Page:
by Emma Donoghue is an extraordinary book. It is not literary, despite the Booker nomination: the first half reads like a thriller of the darker variety and the second half like a tear-jerker. The whole story seems contrived, and one part (the escape of Jack from the Room) stretches credibility almost to the point of breaking. Yet, the novel is strangely compelling and once taken up, hard to put down. Why?
I believe this is because of the psychological and mythical depth of the narrative. The author herself has said two things prompted her to write this novel. One, the extraordinarily limited world of a person forced to stay in close confinement for an extended period of time: the second, the bond between the child and the mother, especially in the early oral stages where they are scarcely two entities. Let us examine each in turn.
Jack's Ma (she is never named in the novel: she exists only as the Mother) has been confined in a soundproof, eleven feet-by-eleven feet shed in his backyard by a psychopath (known only as Old Nick) for seven years. She has been abducted by him and kept there as his sex slave since she was nineteen: Jack has been born in captivity, her second child by Nick (the first had been a stillbirth). Jack has never been outside the shed. He calls it Room, and it is all the world to him: a living, breathing entity. What is seen on the TV is a myth, and all the people inhabiting that world are unreal. The only other real (or semi-real) entity is Old Nick, whom Jack has never seen, as his mother hides him in the wardrobe as Nick comes for his nightly visit. Nick is known to Jack only through the creaks of the bed as he rapes his mother.
Jack's world is claustrophobic, but he does not know it, as it is the only world he has known for the five years of his life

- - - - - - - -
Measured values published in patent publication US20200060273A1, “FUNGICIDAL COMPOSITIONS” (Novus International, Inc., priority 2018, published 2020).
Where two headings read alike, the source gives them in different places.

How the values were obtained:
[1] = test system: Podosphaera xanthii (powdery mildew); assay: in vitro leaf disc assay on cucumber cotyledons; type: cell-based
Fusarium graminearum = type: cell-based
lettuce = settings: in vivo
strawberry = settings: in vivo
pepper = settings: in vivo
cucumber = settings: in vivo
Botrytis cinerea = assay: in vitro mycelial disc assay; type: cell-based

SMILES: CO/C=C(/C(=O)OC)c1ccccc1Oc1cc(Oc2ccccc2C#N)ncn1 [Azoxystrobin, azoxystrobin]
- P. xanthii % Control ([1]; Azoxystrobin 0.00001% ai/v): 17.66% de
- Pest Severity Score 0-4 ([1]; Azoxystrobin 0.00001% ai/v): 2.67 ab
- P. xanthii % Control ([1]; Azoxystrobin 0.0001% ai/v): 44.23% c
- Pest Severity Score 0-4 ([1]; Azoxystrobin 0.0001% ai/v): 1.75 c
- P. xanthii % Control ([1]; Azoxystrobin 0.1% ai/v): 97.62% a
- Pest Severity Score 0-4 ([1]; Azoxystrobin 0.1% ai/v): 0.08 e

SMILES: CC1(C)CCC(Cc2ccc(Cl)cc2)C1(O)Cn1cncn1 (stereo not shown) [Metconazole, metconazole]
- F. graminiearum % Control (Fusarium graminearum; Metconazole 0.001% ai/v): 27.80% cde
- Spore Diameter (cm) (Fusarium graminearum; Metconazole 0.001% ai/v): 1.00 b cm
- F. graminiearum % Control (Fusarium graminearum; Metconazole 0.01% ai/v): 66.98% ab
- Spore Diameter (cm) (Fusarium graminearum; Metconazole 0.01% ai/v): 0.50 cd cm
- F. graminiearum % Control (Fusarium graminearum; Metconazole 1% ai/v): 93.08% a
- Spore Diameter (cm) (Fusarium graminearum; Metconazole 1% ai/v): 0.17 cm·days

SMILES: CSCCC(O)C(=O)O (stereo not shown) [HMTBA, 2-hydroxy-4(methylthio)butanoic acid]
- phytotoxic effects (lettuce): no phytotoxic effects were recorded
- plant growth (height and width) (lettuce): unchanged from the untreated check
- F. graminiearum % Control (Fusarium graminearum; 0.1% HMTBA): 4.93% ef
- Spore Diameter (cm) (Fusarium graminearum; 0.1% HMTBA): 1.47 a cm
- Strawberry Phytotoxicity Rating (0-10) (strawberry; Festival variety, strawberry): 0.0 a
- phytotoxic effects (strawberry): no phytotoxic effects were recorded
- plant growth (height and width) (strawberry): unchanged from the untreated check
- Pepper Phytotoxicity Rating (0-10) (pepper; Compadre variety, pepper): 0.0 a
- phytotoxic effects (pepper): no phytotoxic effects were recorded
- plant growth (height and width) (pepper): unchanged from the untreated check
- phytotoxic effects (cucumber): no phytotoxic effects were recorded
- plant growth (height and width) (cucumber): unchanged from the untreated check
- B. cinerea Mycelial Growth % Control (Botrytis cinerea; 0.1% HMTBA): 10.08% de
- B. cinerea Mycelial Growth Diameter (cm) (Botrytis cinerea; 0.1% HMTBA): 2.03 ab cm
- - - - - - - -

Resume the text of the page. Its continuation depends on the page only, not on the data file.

. For him, the existence is idyllic, a composite entity composed of only he and his Ma. All the toys, books and collages made from junk by his mother are living entities for Jack. We see Room only through his eyes: Emma Donoghue has done a fantastic job with the kid's POV. He is very advanced in certain ways but extremely juvenile in other. His language is a curious mixture of portmanteau words, grammar mistakes, and long phrases picked up from TV. It is the brilliance of the author which makes us feel the claustrophobia of the atmosphere for Jack's mother even when he himself revels in it.
Coming to the curious relationship between Jack and Ma, the Oedipal suggestions are very evident. Ma still breast-feeds Jack, even though he is five (it is called "having some" - I found that terminology vaguely vulgar, therefore effective): his penis always "stands up" in the morning. This is the "mythical drama played out in every nursery", as Joseph Campbell said: the urge of the son to kill the father and marry the mother - and the father here deserves very much to be killed.
Jack is the hero of all the fairy tales his mother tells him, like the eponymous hero of most English fairy tales. His birth in captivity, escape and rescue of his mother also parallels the story of many a Godchild (Krishna comes to mind immediately). It is highly significant that Jack prays to the Baby Jesus, and also that the villain is known as "Old Nick" - the name of the Devil.
The book is split in two: the first part in Room, and the second out of it (or "Outside" as Jack calls it). The author's aim in structuring the narrative thus is evident; to show that Jack and Ma have become a single entity almost, impossible to separate. In fact, Room has travelled with them. The invisible prison continues to suffocate Ma to such an unbearable stage that she tries to commit suicide.
Ultimately, Jack is partially rehabilitated when he goes back to the Room and says goodbye to it. We feel that finally there is a ray of hope. However, even with that upbeat ending, one has to say that the novel sort of loses steam in the second half.
Still I will give this novel four stars for the daring concept and the craft of keeping the child narrator's voice genuine through 400 pages (no mean achievement): also for the very real claustrophobia of Room and the mythical and psychological dimensions. The deduction of one star is for the rather insipid second half and the totally unbelievable escape.